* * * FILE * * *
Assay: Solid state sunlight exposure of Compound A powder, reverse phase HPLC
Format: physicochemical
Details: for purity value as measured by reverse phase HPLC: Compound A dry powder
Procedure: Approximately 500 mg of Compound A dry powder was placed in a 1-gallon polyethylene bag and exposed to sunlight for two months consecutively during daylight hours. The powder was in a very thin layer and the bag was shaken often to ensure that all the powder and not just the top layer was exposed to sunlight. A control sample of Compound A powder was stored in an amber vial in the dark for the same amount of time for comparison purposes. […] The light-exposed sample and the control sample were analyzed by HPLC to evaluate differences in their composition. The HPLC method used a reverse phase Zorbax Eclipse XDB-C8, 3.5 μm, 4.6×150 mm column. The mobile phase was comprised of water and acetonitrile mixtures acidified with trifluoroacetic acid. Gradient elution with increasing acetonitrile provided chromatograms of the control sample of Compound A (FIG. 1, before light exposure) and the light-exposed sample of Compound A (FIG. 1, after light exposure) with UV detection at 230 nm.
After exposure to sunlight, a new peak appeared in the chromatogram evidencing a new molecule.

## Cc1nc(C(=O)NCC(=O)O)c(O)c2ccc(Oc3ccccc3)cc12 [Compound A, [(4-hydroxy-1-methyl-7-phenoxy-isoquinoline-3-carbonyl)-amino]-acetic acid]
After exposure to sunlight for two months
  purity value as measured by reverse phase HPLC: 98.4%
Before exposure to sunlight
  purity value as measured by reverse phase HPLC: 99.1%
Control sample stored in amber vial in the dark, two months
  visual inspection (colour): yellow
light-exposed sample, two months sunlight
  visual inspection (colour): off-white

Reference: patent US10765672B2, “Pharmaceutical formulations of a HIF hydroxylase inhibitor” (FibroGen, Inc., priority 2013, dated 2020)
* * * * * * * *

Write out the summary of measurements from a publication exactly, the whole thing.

Assay: Solid state sunlight exposure of Compound A powder, reverse phase HPLC
Format: physicochemical
Details: for purity value as measured by reverse phase HPLC: Compound A dry powder
Procedure: Approximately 500 mg of Compound A dry powder was placed in a 1-gallon polyethylene bag and exposed to sunlight for two months consecutively during daylight hours. The powder was in a very thin layer and the bag was shaken often to ensure that all the powder and not just the top layer was exposed to sunlight. A control sample of Compound A powder was stored in an amber vial in the dark for the same amount of time for comparison purposes. […] The light-exposed sample and the control sample were analyzed by HPLC to evaluate differences in their composition. The HPLC method used a reverse phase Zorbax Eclipse XDB-C8, 3.5 μm, 4.6×150 mm column. The mobile phase was comprised of water and acetonitrile mixtures acidified with trifluoroacetic acid. Gradient elution with increasing acetonitrile provided chromatograms of the control sample of Compound A (FIG. 1, before light exposure) and the light-exposed sample of Compound A (FIG. 1, after light exposure) with UV detection at 230 nm.
After exposure to sunlight, a new peak appeared in the chromatogram evidencing a new molecule.

## Cc1nc(C(=O)NCC(=O)O)c(O)c2ccc(Oc3ccccc3)cc12 [Compound A, [(4-hydroxy-1-methyl-7-phenoxy-isoquinoline-3-carbonyl)-amino]-acetic acid]
After exposure to sunlight for two months
  purity value as measured by reverse phase HPLC: 98.4%
Before exposure to sunlight
  purity value as measured by reverse phase HPLC: 99.1%
Control sample stored in amber vial in the dark, two months
  visual inspection (colour): yellow
light-exposed sample, two months sunlight
  visual inspection (colour): off-white

Reference: patent US10765672B2, “Pharmaceutical formulations of a HIF hydroxylase inhibitor” (FibroGen, Inc., priority 2013, dated 2020)